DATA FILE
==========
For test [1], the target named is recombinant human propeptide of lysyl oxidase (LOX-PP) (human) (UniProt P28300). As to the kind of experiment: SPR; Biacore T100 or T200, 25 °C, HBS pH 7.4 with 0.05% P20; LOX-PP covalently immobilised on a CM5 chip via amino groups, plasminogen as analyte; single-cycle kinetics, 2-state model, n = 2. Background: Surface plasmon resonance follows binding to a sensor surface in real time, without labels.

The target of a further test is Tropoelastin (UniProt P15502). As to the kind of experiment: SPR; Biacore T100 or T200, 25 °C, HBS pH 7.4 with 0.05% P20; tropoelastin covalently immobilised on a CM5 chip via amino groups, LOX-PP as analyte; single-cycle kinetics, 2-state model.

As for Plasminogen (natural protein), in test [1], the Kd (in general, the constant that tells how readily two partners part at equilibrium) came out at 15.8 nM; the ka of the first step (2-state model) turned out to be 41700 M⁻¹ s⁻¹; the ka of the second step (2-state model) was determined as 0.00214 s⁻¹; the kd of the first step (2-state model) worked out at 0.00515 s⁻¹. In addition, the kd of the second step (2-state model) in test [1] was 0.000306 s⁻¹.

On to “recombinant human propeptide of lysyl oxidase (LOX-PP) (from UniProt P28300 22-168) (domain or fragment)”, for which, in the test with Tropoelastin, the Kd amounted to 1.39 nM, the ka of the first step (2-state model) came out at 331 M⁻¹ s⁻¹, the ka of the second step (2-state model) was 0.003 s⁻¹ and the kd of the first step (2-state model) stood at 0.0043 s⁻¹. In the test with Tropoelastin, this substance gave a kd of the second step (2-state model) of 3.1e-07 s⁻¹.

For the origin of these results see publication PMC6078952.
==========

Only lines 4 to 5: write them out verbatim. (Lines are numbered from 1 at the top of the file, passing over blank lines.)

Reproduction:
On to “recombinant human propeptide of lysyl oxidase (LOX-PP) (from UniProt P28300 22-168) (domain or fragment)”, for which, in the test with Tropoelastin, the Kd amounted to 1.39 nM, the ka of the first step (2-state model) came out at 331 M⁻¹ s⁻¹, the ka of the second step (2-state model) was 0.003 s⁻¹ and the kd of the first step (2-state model) stood at 0.0043 s⁻¹. In the test with Tropoelastin, this substance gave a kd of the second step (2-state model) of 3.1e-07 s⁻¹.

For the origin of these results see publication PMC6078952.